Nothing Will Change (But It Will Be Transformed)-Resolution #2

I always have the big plans, lists of things to do, priorities, and grand ideas. I imagine starting over, beginning a brand new day, being all I can be, and finally, at long last, fulfilling my potential. And then, I wake up.

And the day turns out to be just like every other day.

Anything really, really important–remembering to put out the trash, or paying bills–gets done. So do some other high-priority to medium priority ones. There is no major change in the direction of my life. None of my chronic problems get solved, in spite of every good intention. What happens?

People happen. Things break. Things take longer than expected. People take longer than expected. The unexpected happens. And I do need to take a break every now and again. So nothing ever changes. Or does it?

I want to see my life as some grand narrative, some triumph against odds–a classic story arc–when, in reality, it is more like a slice of life narrative. Well, okay, it’s more than a slice; it’s the entire pie. Nothing seems to change much. At the end of every day, I still have all the problems I began the day with. I rarely solve anything. Or so it seems.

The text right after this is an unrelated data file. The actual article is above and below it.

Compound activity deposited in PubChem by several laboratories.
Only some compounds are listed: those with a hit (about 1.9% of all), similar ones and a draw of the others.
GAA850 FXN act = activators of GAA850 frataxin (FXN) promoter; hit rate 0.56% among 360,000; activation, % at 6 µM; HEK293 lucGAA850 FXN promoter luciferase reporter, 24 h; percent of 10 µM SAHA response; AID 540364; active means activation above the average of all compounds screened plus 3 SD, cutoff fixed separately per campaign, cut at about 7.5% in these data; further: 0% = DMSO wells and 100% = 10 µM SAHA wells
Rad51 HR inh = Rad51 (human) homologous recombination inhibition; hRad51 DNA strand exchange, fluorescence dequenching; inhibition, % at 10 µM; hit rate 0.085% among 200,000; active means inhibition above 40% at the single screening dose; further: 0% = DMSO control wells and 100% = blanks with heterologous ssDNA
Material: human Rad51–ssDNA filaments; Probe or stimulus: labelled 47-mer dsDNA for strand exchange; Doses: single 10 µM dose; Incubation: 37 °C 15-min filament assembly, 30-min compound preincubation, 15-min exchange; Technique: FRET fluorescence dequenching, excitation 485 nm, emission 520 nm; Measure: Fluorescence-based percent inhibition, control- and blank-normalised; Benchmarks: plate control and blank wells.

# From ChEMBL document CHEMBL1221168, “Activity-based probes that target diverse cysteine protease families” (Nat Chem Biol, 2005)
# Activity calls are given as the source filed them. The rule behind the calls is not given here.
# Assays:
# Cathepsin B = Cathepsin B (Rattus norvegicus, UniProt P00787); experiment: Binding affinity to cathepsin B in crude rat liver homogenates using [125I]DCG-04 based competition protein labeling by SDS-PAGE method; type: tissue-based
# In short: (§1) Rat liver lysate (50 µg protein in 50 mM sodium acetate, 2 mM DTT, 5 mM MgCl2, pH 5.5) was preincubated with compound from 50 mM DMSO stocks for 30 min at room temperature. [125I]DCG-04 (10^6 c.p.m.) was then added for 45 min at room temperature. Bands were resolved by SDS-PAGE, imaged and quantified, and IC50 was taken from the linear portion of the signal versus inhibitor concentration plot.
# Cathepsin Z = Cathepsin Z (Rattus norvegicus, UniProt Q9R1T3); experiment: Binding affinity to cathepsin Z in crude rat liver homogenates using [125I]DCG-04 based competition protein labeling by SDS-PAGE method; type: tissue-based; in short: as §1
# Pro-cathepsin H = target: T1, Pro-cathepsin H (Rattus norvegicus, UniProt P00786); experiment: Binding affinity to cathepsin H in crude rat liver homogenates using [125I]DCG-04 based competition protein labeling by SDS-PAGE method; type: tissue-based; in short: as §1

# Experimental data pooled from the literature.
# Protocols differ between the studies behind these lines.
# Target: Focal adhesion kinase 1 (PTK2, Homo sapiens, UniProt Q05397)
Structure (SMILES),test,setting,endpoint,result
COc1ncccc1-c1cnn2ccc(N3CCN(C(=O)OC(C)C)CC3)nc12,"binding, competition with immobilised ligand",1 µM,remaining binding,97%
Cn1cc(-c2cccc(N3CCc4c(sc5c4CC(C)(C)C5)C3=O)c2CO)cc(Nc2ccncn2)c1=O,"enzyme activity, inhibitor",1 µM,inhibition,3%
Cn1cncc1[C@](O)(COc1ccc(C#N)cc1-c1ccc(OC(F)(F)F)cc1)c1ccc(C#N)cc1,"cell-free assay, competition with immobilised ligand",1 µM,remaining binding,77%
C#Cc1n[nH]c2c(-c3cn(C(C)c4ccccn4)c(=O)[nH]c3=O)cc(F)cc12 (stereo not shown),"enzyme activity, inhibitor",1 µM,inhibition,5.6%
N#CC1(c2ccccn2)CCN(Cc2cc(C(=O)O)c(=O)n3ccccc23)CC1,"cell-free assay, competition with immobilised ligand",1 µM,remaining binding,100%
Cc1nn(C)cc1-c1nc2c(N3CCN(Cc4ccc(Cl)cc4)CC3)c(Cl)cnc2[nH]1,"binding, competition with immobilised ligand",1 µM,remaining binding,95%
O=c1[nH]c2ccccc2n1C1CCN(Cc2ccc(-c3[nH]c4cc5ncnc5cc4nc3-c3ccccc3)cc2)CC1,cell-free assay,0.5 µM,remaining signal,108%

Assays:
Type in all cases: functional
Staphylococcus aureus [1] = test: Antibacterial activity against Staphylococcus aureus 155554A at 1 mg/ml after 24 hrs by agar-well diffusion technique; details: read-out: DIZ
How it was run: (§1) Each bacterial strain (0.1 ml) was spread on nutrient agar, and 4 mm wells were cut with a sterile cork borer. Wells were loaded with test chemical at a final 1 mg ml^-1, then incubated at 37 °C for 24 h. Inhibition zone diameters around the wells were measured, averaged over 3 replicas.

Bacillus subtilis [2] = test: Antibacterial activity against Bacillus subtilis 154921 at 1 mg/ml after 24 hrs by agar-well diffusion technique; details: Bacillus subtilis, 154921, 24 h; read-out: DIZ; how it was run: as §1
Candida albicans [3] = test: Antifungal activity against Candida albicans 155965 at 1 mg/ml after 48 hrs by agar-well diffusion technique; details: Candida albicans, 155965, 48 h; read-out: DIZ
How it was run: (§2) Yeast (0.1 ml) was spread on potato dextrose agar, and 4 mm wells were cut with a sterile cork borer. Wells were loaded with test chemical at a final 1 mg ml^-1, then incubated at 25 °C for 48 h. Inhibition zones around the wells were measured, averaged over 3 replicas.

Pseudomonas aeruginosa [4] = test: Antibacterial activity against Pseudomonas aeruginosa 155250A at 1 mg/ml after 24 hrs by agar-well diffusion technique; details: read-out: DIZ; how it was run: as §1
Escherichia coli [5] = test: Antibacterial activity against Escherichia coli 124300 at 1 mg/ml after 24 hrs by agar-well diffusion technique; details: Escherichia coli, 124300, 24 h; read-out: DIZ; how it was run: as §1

But if I were to take a picture of my life five years ago, or ten, or twenty–then I see transformation. Some are physical, like home improvements we’ve undertaken. Some, I can’t take much credit for, like getting older. There are a few surprising changes, like that I’ve made about a dozen new friends in the last ten years. (Not bad for a card-carrying introvert.) I don’t fret as much as I used to. I’m more bold. I take things more as they are, not as I want them to be.

I’ve worked on these things. Day by day, there’s not much to show, but over time, my puny efforts do add up. Added to that effort is serendipity and the kindness of others.

When I fall into a false, grandiose narrative, I imagine that there is a right way to do things, that that way is the only way, and that it will solve all my problems. I further imagine there is a perfect solution, when in fact there is no action that does not carry with it unintended consequences.

So tomorrow, when I awaken with whatever obligations, and whatever to-do list I impose upon myself, I will not expect anything to be different. I will not expect to slay dragons. I will do the work before me, even the work I hate. Nothing will change, but somehow, I will be in the process of transforming everything.



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